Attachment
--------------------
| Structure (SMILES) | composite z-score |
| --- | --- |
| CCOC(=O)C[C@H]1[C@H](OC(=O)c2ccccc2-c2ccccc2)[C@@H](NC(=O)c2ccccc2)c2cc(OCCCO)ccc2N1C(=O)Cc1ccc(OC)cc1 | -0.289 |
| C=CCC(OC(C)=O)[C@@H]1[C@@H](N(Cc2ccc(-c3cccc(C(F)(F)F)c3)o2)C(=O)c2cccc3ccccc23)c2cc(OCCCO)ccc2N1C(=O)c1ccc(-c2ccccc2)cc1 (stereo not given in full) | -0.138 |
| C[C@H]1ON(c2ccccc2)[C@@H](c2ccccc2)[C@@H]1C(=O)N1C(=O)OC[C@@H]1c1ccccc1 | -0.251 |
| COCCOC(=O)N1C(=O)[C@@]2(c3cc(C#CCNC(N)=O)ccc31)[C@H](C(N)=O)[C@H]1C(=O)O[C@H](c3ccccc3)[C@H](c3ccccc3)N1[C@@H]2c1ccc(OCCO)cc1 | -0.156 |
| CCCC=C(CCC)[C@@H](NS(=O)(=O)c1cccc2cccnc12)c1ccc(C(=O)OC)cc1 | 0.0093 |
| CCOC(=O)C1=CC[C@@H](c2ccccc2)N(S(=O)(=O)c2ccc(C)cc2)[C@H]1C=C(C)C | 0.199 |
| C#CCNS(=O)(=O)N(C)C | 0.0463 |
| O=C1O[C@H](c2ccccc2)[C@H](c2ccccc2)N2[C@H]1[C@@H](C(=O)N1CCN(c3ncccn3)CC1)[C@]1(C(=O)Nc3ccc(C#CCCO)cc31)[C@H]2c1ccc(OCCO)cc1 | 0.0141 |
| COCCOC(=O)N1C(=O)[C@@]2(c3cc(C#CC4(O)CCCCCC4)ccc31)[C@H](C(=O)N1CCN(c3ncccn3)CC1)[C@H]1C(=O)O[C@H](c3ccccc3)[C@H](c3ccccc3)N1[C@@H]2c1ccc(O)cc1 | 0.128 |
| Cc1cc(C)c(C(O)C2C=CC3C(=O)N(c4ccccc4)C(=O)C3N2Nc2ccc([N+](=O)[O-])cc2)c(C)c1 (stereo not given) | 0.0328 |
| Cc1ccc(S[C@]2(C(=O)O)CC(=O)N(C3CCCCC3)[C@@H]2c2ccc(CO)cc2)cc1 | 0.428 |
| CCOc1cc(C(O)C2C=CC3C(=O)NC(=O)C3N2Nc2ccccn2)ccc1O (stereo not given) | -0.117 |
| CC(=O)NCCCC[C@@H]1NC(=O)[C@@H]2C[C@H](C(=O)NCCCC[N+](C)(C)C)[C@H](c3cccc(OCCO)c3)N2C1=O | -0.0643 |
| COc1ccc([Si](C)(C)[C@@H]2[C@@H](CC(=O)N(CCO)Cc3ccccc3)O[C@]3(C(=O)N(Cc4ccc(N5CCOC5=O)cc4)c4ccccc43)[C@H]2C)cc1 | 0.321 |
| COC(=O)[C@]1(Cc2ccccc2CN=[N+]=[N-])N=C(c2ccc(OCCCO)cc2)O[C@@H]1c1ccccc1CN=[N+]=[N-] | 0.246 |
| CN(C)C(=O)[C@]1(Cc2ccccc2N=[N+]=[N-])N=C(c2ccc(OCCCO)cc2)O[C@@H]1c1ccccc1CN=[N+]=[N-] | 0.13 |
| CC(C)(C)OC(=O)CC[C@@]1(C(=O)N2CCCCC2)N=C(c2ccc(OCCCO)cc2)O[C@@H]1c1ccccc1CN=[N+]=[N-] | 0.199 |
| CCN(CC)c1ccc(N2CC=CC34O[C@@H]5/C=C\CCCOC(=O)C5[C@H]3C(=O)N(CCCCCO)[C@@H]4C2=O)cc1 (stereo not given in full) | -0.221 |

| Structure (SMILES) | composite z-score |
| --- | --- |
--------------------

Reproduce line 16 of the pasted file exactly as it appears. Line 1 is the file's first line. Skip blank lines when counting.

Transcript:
| COc1ccc([Si](C)(C)[C@@H]2[C@@H](CC(=O)N(CCO)Cc3ccccc3)O[C@]3(C(=O)N(Cc4ccc(N5CCOC5=O)cc4)c4ccccc43)[C@H]2C)cc1 | 0.321 |